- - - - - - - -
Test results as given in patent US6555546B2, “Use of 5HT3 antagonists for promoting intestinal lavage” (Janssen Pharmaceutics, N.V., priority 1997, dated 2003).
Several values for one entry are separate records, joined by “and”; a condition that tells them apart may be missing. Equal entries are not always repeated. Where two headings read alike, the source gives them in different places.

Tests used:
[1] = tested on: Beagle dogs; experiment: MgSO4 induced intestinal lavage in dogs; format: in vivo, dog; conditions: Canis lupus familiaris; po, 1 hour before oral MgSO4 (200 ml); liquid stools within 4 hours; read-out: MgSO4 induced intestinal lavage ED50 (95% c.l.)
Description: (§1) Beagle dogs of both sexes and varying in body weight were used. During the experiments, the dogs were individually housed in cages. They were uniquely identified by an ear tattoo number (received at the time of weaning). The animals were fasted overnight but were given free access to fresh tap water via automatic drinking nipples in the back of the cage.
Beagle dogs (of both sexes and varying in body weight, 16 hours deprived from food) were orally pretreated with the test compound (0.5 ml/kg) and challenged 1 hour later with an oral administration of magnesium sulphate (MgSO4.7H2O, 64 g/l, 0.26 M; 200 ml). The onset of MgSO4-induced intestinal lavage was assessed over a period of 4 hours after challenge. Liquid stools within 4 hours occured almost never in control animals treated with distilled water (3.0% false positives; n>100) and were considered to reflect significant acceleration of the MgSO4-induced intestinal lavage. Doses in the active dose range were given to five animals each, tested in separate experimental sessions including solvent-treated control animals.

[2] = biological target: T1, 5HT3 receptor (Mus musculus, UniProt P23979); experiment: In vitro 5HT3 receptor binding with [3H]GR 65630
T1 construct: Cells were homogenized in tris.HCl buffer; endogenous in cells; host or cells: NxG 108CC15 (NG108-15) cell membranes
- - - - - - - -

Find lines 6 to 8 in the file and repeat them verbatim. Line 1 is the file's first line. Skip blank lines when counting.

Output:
Beagle dogs (of both sexes and varying in body weight, 16 hours deprived from food) were orally pretreated with the test compound (0.5 ml/kg) and challenged 1 hour later with an oral administration of magnesium sulphate (MgSO4.7H2O, 64 g/l, 0.26 M; 200 ml). The onset of MgSO4-induced intestinal lavage was assessed over a period of 4 hours after challenge. Liquid stools within 4 hours occured almost never in control animals treated with distilled water (3.0% false positives; n>100) and were considered to reflect significant acceleration of the MgSO4-induced intestinal lavage. Doses in the active dose range were given to five animals each, tested in separate experimental sessions including solvent-treated control animals.

[2] = biological target: T1, 5HT3 receptor (Mus musculus, UniProt P23979); experiment: In vitro 5HT3 receptor binding with [3H]GR 65630
T1 construct: Cells were homogenized in tris.HCl buffer; endogenous in cells; host or cells: NxG 108CC15 (NG108-15) cell membranes